We told you, the pandemic will not fall on deaf ears. To be fair, when you think about it, the relative majority of Abela’s tenure was dealing with the siege that was the global COVID-19 Pandemic, save one or two months. Looking back, when you think about it, it is true. Abela could have walked out and ran to the hills. A fresh, newly elected Prime Minister, dealing with a cataclysm that not even the most seasoned politician has ever dealt with. Abela says that after 2 years of a global pandemic, Malta did not slow down, instead, more work and investment was created. Another rhetorical question, in light of all this, can we really trust an aspiring leader who cannot even control his own party or will do anything to get elected, even if that means having half baked measures?
According to Abela, when you compare the Nationalist Party’s plan and the Labour Party’s plan, the latter’s is much more structured and serious in practice. For example: the sham that is the trackless tram proposal. From a modernised bendy bus, to a reduction of vehicle lands, but there will be more lanes in ODZ areas and about five different versions of a political manifesto. On the other hand, we have a self-effacing and pragmatic electoral campaign which we entered into as a mission, which deviates from the usual ‘Labour Party’ narrative, but instead, for Malta and every family which forms part of it.
Ah, a focus on family. One of the driving forces, according to Abela of the Labour Party’s Manifesto, is so that people can enjoy a better quality of life. Children are a guarantee of our future, Abela says. And this is why costings are important, with tax reductions, according to Abela, families will see a total of 90 million euro in their pockets every year. The Labour Party’s proposals envisage better initiatives so that from the start of a child’s life, they are riddled with opportunities which teach them to strive to be better. This line is a first, and something which we can get behind. ‘We should and will be there for you, not you for us’ . We think we can all agree on that one.
Ah, voter abstention, something which we have insisted on and hoped for a long time that someone will wake up and smell the coffee on. We are a week away from the election (and this goes for both parties), addressing people in a mass rally is counterproductive, because you are only appealing to your masses- if you want to deliver, address everyone on a national level. Yes, everyone. Answer their questions, tell them why they should vote for you, be honest and show that you have solutions for their concerns. But what is Abela telling us on this delicate subject matter? Should we rely on surveys? They are important, but not the ultimate truth teller.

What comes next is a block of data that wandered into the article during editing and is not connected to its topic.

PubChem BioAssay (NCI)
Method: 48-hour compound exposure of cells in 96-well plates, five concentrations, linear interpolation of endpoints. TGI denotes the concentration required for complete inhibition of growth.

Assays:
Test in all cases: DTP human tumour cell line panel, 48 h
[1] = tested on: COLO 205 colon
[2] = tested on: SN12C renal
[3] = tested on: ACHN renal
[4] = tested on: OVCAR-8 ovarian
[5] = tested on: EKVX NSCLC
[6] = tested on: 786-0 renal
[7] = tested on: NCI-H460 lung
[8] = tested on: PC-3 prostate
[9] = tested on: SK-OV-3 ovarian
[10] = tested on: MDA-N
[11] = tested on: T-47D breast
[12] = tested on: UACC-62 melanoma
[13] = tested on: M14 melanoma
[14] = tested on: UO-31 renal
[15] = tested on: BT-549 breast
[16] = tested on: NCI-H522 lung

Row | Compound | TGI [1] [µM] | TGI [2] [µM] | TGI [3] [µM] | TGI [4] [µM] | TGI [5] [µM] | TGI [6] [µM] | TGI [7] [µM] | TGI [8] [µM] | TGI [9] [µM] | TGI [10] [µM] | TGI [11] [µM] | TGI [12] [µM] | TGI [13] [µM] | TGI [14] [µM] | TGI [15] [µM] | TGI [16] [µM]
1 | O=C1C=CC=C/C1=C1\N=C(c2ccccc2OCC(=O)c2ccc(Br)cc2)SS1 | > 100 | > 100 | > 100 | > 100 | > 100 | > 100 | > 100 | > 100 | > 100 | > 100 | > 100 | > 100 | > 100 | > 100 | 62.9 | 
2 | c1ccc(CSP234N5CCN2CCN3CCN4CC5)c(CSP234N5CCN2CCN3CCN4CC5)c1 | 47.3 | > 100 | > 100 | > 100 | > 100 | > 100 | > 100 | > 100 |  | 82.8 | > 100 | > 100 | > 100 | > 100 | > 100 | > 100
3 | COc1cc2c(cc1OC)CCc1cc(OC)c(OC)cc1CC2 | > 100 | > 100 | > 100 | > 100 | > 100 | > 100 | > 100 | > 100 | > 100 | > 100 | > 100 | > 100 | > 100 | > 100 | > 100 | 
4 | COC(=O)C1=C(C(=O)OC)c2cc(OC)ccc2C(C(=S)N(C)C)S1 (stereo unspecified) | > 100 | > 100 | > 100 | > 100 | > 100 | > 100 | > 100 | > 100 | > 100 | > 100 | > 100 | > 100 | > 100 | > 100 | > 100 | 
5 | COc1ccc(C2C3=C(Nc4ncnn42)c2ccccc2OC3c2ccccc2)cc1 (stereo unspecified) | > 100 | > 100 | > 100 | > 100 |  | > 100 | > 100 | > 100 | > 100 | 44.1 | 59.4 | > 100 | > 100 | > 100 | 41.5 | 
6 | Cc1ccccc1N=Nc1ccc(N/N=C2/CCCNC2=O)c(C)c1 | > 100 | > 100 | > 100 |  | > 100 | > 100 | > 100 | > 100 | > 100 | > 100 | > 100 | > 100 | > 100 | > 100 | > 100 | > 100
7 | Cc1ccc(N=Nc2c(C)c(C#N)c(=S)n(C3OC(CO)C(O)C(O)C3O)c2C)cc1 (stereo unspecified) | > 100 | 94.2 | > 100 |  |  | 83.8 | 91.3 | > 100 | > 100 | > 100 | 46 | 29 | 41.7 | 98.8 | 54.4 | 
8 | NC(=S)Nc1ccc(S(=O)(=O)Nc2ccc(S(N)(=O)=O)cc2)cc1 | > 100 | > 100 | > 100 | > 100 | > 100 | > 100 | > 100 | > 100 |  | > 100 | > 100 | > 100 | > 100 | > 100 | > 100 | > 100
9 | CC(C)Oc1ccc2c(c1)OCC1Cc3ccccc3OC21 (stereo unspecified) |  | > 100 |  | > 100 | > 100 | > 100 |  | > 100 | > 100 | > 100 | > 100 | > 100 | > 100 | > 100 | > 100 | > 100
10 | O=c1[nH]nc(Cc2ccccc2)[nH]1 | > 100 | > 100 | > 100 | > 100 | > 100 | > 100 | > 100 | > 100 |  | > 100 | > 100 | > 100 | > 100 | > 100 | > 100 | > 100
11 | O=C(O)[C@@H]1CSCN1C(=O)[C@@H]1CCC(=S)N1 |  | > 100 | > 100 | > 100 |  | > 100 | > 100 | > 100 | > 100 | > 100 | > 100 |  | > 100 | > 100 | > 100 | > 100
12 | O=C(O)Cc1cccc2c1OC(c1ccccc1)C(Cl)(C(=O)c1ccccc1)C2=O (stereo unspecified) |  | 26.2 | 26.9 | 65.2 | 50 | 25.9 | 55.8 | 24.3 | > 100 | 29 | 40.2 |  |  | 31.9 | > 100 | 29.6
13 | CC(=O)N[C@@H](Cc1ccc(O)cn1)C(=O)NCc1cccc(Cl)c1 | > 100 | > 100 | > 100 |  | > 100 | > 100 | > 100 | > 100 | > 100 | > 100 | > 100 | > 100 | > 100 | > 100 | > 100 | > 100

Rather, critically thinking of our decision should be left to us. If the Opposition cannot be trusted to simply lead, then our vote can make that happen. Abela hits the nail on the head on this one, determining our future and who will take the country further, ultimately boils down to us, not anyone else for us. ‘Bringing people before partisan politics, and family before neighbourly rivalry’ – yes. That is the dream. Abela hits a corral of targets for voter abstention, which make you think ‘I will vote on Saturday’. Your vote is the best exercise you can use to determine your future and elect people who are more likely to work on issues which directly affect you. A list of things which voting Labour would mean, and that the future is in our hands. What an ending. Let’s rank.
We are not really sure WHAT we should rank to be completely honest- the concert or Abela’s speech. The obvious answer is the latter, but let’s give some credit for the meticulously planned show of talent organised, and the performances, teeming with talent and punchy performances. The Labour Party clearly understood the assignment and went out of its way to go one step further than the usual political gatherings which we are used to.